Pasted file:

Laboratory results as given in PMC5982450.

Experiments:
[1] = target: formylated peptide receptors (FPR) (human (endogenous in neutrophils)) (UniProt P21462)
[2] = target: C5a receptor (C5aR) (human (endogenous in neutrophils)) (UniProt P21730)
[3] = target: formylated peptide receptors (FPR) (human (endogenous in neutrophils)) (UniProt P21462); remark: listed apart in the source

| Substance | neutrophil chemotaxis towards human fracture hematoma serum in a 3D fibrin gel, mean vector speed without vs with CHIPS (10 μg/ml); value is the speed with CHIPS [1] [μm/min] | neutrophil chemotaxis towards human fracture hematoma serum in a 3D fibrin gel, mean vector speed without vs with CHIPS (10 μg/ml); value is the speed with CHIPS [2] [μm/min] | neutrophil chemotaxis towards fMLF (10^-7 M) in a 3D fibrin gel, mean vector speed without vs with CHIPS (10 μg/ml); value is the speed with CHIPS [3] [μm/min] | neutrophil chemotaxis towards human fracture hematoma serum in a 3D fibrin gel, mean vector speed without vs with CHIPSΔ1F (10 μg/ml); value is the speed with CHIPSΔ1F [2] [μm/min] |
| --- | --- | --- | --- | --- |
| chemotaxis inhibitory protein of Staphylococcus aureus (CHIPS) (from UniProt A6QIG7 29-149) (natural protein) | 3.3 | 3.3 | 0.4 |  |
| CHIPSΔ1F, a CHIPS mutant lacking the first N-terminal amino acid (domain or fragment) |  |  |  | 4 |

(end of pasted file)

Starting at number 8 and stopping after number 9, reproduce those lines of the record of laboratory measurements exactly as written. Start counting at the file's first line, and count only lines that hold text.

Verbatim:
| chemotaxis inhibitory protein of Staphylococcus aureus (CHIPS) (from UniProt A6QIG7 29-149) (natural protein) | 3.3 | 3.3 | 0.4 |  |
| CHIPSΔ1F, a CHIPS mutant lacking the first N-terminal amino acid (domain or fragment) |  |  |  | 4 |